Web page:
The 10th PRACE Regular Call for Proposals yielded 127 eligible proposals of which 48 were awarded for a total of close to 1.0 thousand million core hours. This brings the total number of projects awarded since the inception of PRACE mid-2010, to 394, and the total awarded core hours to 10.2 thousand million.
The 48 awarded projects are led by principal investigators from 13 different European countries, 1 from Australia and 2 from the USA. This Call also welcomed scientists and researchers from Australia, India, Japan and the Unites States as collaborators in several projects.
Seven overall scientific domains are represented: 8 projects are linked to the fields of Biochemistry, Bioinformatics and Life Sciences; 16 to Chemistry; 3 to Earth System Sciences; 8 to Engineering; 5 to Fundamental Physics; 1 to Mathematics and Computer Sciences; and 7 to Universe Sciences.
Three projects are linked to industry, involving STMicroelectronics, France (as collaborator), Thermofluids, Spain (an SME created as a spin-off of the laboratory leading the project), and IBM (International Business Machines), USA (as collaborator).
The largest allocation under the 10th Call is the project entitled Surfing for Thermals in Turbulent Flows led by Roberto Verzicco of the Physics of Fluids Group at the University of Twente in the Netherlands. His project received close to 69 million core hours on one machine (Fermi @ CINECA, Italy) and is also supported by an ERC grant.
Under the 10th Call, the project entitled GWEUPT led by David Weir of University of Stavanger, Norway, who is a member of the eLISA Cosmology Working Group. The project received 17.6 million core hours on Hornet @ GCS@HLRS, Germany. His project is also supported by a Marie Curie grant.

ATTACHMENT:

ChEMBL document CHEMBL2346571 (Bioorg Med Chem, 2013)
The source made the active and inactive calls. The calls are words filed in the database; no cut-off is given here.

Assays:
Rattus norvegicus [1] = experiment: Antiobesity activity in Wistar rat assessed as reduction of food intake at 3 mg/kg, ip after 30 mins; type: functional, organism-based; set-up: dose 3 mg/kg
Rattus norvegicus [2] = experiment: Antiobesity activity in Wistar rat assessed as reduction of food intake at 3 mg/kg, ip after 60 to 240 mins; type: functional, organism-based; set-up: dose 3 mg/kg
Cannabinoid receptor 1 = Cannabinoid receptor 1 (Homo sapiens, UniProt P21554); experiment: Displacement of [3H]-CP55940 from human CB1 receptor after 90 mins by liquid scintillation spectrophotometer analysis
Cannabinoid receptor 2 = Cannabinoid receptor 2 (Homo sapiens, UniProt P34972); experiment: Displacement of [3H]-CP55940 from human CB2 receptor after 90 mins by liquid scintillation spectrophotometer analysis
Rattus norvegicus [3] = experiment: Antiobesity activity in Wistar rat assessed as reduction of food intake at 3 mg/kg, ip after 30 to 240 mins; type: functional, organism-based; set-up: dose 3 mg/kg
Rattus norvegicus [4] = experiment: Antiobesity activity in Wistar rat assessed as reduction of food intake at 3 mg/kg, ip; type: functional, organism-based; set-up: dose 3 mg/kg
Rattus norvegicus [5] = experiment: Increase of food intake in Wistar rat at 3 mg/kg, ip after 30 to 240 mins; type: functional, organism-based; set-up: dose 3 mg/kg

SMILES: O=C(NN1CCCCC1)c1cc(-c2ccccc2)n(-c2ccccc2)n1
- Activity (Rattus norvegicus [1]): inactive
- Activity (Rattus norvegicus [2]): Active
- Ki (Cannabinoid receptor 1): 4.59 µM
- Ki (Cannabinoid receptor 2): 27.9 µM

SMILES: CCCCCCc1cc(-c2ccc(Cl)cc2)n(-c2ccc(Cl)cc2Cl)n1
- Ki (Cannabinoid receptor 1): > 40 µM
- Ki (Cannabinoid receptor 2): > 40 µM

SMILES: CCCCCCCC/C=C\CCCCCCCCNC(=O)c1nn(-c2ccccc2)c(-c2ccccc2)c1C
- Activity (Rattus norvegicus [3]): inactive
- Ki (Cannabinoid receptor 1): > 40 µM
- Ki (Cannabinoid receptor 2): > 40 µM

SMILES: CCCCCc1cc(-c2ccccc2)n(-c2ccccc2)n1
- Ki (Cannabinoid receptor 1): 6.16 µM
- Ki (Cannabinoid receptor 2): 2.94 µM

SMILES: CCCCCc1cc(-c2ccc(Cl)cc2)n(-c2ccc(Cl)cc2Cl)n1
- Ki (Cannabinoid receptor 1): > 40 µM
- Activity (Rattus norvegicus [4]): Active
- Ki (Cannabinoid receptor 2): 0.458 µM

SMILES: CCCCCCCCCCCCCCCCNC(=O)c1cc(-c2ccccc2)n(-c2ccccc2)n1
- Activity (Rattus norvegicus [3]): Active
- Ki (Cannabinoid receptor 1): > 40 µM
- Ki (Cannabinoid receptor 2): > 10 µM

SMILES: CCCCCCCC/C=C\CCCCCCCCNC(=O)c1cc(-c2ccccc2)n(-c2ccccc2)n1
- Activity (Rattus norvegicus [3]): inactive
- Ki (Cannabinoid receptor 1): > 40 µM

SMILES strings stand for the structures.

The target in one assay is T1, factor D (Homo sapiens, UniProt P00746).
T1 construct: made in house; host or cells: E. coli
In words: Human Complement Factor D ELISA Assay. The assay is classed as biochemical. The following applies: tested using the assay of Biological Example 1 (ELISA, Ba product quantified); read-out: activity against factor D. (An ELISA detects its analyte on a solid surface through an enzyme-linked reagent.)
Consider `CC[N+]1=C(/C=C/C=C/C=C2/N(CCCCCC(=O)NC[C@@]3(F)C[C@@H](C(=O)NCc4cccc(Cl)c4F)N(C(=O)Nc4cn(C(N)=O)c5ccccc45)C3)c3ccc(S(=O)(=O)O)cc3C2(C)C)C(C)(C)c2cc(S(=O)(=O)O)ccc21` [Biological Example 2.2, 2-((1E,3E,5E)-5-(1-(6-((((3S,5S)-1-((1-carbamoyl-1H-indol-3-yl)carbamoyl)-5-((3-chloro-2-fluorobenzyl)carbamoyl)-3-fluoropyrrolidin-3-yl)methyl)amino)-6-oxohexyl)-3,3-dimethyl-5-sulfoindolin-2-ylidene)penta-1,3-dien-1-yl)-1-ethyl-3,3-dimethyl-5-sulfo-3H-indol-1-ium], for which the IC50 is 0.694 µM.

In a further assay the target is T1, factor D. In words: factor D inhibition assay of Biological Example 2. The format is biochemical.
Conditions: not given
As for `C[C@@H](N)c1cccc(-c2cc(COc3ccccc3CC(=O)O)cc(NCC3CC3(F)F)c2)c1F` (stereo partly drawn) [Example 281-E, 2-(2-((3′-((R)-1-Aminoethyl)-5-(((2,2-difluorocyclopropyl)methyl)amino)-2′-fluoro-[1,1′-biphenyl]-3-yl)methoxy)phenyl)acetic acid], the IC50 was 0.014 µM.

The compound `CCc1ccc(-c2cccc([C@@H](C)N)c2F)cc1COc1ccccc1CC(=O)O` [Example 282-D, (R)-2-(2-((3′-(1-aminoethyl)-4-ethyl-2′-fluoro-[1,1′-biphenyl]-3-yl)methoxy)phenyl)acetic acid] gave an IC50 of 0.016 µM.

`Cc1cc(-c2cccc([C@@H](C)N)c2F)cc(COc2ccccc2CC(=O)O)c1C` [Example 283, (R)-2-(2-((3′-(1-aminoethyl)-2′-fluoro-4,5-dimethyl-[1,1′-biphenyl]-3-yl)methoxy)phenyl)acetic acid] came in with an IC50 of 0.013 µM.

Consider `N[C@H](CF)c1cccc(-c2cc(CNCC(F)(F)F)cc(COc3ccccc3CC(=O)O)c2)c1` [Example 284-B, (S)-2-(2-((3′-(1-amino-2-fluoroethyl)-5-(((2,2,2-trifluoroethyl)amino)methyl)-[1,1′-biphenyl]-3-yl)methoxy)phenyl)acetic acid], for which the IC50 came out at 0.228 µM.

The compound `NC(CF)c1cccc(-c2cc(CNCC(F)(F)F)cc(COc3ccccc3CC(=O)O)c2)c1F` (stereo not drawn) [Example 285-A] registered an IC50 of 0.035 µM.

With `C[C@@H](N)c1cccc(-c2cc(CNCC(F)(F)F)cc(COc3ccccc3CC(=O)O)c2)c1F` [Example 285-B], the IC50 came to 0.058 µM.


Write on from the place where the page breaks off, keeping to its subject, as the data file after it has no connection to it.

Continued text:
In total under the 10th Call PRACE awarded resources to 7 ERC-funded projects and 2 to Marie-Curie awards. Seven allocations are linked to FP7 projects, while 23 other projects receive grants under various national programmes. Two allocations are also linked to European Health Networks and Initiatives and one to the European Photonics Strategic roadmap.
Many projects supported by PRACE have links with large scale instruments or European Initiatives, such as ENES, EC-EARTH, ESO, CERN, Van Allen Belt Probes, LASERLAB-EUROPE, the Herschel telescope, and the Human Brain Project.
All information and the abstracts of the projects awarded under the 10th PRACE Call for Proposals can be found here (this link will be active soon, stay tuned!)
The 11th Call for Proposals for PRACE Project Access (Tier-0) is open from 9 February 2015, 12:00 (noon) CET, until 18 March 2015, 12.00 (noon) CET. Selected proposals will receive allocations to PRACE resources from September 2015 to September 2016.
The Partnership for Advanced Computing in Europe (PRACE) is an international non-profit association with its seat in Brussels. The PRACE Research Infrastructure provides a persistent world-class high performance computing service for scientists and researchers from academia and industry in Europe. The computer systems and their operations accessible through PRACE are provided by 4 PRACE members (BSC representing Spain, CINECA representing Italy, GCS representing Germany and GENCI representing France). The Implementation Phase of PRACE receives funding from the EU’s Seventh Framework Programme (FP7/2007-2013) under grant agreement RI-312763.
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